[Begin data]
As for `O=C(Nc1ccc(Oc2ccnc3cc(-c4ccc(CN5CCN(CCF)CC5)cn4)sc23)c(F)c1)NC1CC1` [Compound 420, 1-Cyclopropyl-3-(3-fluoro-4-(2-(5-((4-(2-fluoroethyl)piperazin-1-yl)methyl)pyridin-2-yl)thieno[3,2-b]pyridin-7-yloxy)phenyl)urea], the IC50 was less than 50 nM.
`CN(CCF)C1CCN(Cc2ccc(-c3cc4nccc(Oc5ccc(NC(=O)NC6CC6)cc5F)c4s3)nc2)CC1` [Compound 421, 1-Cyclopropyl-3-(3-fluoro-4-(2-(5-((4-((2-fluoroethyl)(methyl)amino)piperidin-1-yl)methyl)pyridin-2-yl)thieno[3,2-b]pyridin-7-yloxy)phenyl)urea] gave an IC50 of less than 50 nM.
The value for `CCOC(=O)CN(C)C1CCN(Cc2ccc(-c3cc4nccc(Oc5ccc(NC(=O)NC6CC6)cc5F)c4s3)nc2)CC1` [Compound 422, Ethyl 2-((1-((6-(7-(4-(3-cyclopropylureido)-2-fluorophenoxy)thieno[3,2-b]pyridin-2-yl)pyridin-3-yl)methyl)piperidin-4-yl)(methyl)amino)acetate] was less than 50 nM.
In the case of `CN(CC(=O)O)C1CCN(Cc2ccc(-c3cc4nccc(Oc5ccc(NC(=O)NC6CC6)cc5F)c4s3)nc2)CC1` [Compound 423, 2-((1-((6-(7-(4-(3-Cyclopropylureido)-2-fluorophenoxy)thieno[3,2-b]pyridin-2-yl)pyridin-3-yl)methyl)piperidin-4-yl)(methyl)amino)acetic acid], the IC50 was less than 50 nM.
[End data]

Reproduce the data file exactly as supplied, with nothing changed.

As for `O=C(Nc1ccc(Oc2ccnc3cc(-c4ccc(CN5CCN(CCF)CC5)cn4)sc23)c(F)c1)NC1CC1` [Compound 420, 1-Cyclopropyl-3-(3-fluoro-4-(2-(5-((4-(2-fluoroethyl)piperazin-1-yl)methyl)pyridin-2-yl)thieno[3,2-b]pyridin-7-yloxy)phenyl)urea], the IC50 was less than 50 nM.
`CN(CCF)C1CCN(Cc2ccc(-c3cc4nccc(Oc5ccc(NC(=O)NC6CC6)cc5F)c4s3)nc2)CC1` [Compound 421, 1-Cyclopropyl-3-(3-fluoro-4-(2-(5-((4-((2-fluoroethyl)(methyl)amino)piperidin-1-yl)methyl)pyridin-2-yl)thieno[3,2-b]pyridin-7-yloxy)phenyl)urea] gave an IC50 of less than 50 nM.
The value for `CCOC(=O)CN(C)C1CCN(Cc2ccc(-c3cc4nccc(Oc5ccc(NC(=O)NC6CC6)cc5F)c4s3)nc2)CC1` [Compound 422, Ethyl 2-((1-((6-(7-(4-(3-cyclopropylureido)-2-fluorophenoxy)thieno[3,2-b]pyridin-2-yl)pyridin-3-yl)methyl)piperidin-4-yl)(methyl)amino)acetate] was less than 50 nM.
In the case of `CN(CC(=O)O)C1CCN(Cc2ccc(-c3cc4nccc(Oc5ccc(NC(=O)NC6CC6)cc5F)c4s3)nc2)CC1` [Compound 423, 2-((1-((6-(7-(4-(3-Cyclopropylureido)-2-fluorophenoxy)thieno[3,2-b]pyridin-2-yl)pyridin-3-yl)methyl)piperidin-4-yl)(methyl)amino)acetic acid], the IC50 was less than 50 nM.